Eagle Alpha rounds up some of the most relevant legal and compliance articles surrounding the alternative data space over the past week.
Ear to the Ground:
The Federal Trade Commission (FTC) have ordered Facebook, Twitter, Amazon, TikTok’s ByteDance along with several other social media companies to provide detailed information on how they collect data and use consumer’s personal data. This is a move to better understand Big Tech’s business model, how they use the data to pinpoint specific users and how it affects children and teens. You can view the article here.
Uber has been fined $59 million by Californian regulators for repeatedly refusing to hand over data on sexual assaults. Uber has said that it is protecting the privacy of the survivors, but the judge has ordered Uber to pay the fine and turn over the data within 30 days otherwise their license to operate in the state will be revoked. You can view the article here.
X-Mode Social, a data-broker that collects location data, has been banned by Apple and Google following reports that they sold user data to the US military. Developers have been warned to remove X-Mode’s code from their apps or they will be pulled from the app store. You can view the article here.
Facebook is preparing to move its data oversight for British users to the US to avoid EU privacy regulations. Coming into effect in 2021, Facebook’s decision follows a similar announcement made by Google in February. Facebook has said that there will be no change in privacy controls or other services they offer to UK users. You can view the article here.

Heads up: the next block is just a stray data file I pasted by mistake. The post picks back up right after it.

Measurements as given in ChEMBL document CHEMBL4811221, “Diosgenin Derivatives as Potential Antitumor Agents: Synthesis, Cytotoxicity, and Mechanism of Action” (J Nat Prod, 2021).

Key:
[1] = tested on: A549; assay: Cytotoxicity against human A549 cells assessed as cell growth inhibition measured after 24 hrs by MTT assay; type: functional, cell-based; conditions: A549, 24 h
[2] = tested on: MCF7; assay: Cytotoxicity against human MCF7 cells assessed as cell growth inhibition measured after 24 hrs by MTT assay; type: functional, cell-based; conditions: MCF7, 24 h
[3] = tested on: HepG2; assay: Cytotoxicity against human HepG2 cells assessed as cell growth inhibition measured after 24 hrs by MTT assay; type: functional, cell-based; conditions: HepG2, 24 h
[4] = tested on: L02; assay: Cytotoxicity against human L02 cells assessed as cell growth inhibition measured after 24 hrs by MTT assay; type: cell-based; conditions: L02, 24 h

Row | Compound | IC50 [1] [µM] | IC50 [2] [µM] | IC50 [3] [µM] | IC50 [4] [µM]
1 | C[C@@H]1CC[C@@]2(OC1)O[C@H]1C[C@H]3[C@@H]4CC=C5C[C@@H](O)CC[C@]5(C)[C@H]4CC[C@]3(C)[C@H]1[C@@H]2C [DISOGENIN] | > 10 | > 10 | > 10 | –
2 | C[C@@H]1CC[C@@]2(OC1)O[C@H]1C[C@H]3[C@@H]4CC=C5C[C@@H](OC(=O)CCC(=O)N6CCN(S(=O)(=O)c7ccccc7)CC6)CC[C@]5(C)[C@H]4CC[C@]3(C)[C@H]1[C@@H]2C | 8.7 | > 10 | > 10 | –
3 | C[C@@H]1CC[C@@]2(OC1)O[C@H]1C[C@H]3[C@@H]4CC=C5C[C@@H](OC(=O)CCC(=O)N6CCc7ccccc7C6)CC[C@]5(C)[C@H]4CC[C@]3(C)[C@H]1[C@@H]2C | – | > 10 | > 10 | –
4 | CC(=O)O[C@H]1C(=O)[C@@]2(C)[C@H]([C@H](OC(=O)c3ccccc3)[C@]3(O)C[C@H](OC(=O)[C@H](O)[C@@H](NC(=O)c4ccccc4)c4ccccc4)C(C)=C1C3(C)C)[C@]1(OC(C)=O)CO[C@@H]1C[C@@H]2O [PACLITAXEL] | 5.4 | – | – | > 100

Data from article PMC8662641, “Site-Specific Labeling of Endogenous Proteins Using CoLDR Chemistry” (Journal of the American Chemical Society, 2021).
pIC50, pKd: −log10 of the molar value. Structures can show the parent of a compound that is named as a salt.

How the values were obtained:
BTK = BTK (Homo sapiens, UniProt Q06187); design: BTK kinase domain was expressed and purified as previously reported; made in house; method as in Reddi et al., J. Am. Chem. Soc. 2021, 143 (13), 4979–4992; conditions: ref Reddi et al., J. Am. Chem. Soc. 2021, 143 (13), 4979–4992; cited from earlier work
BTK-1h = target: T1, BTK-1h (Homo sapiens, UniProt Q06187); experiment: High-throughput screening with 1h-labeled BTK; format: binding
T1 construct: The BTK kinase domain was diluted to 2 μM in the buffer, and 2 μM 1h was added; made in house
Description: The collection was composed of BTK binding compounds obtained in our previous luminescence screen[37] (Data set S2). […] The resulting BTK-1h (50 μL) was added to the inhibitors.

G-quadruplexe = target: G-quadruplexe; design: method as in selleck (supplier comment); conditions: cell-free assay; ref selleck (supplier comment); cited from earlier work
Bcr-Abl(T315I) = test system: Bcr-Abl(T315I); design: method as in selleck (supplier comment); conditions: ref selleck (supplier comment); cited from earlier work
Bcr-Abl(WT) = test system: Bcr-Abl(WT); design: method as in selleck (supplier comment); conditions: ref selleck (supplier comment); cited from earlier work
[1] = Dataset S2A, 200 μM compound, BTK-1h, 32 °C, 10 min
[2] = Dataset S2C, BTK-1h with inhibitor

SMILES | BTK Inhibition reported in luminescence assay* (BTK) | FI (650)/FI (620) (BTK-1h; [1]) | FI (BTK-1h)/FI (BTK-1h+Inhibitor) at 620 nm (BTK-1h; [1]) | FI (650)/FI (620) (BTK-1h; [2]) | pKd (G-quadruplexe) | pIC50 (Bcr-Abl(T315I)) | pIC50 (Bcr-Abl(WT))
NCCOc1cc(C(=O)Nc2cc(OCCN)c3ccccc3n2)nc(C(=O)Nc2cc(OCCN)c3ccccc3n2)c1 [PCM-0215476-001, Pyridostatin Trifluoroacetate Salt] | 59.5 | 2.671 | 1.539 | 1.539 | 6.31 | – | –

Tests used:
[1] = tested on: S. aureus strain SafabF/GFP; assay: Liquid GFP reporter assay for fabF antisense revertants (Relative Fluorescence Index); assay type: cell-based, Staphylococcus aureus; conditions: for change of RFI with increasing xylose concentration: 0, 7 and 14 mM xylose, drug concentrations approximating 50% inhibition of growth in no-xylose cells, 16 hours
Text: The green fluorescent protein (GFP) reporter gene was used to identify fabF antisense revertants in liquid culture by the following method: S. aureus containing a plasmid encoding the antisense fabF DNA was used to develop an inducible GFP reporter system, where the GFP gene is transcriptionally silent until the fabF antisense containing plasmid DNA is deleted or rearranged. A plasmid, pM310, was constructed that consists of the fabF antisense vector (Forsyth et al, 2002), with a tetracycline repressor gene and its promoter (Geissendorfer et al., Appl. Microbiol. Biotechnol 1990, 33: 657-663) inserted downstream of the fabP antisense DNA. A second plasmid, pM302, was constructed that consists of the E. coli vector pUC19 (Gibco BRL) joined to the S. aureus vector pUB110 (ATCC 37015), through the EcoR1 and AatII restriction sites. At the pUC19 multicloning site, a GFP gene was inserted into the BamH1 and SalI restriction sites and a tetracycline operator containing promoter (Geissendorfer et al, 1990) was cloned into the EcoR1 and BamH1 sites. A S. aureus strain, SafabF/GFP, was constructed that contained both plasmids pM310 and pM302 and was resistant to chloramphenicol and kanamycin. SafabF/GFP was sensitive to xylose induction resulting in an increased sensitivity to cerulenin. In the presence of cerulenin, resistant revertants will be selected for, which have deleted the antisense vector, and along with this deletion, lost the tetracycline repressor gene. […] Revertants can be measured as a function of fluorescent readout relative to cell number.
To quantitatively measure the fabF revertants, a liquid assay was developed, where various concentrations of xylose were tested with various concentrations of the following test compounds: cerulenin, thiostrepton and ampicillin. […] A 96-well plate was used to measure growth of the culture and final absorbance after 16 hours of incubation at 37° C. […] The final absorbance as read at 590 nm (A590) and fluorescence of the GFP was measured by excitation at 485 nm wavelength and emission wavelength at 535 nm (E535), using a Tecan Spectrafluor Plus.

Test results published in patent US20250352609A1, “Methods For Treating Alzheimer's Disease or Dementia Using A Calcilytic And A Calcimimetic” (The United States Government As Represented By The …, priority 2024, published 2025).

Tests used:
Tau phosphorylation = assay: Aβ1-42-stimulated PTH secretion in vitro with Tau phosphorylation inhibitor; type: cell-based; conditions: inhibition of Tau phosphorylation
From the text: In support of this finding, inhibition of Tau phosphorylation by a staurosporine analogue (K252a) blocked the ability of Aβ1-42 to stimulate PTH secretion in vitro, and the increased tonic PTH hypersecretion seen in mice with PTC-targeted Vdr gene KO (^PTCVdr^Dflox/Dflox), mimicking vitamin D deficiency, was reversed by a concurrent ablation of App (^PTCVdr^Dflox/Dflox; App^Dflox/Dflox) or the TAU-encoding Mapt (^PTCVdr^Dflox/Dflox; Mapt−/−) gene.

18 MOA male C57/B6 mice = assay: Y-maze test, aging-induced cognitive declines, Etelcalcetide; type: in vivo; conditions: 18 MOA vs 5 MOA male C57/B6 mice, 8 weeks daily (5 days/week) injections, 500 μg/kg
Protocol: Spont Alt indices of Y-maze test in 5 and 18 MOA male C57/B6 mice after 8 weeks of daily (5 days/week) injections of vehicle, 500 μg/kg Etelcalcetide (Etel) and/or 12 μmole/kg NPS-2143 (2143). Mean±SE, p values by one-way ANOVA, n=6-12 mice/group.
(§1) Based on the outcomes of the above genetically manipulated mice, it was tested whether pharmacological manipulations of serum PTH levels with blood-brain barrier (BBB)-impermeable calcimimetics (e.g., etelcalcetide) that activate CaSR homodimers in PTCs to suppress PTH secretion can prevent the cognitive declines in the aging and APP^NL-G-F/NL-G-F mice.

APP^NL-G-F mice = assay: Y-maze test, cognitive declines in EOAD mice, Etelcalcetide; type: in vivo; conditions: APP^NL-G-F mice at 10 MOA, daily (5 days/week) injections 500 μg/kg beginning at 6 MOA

The European Union and the United Kingdom have both warned companies to make preparations for a no-deal Brexit that will be coming into effect on the 1st January 2021. The UK will be known as a third-country for all GDPR and data-transfer purposes and companies will have to begin to implement measures in order to comply with EU data transfer rules. You can view the article here.
The French data protection regulator (CNIL) announced that it has fined Google and Amazon €135 million ($163 million) between them for using cookies without prior consent from users. Additionally, Amazon’s European branch was fined €35 million for active advertising cookies without user consent. You can view the article here.
Ireland’s Data Protection Commission has issued Twitter with a €45,000 ($547k) fine for failing to declare and document a data breach violating GDPR. The investigation that commenced in January 2019 is the first cross-border GDPR decision by the Irish watchdog. You can view the article here.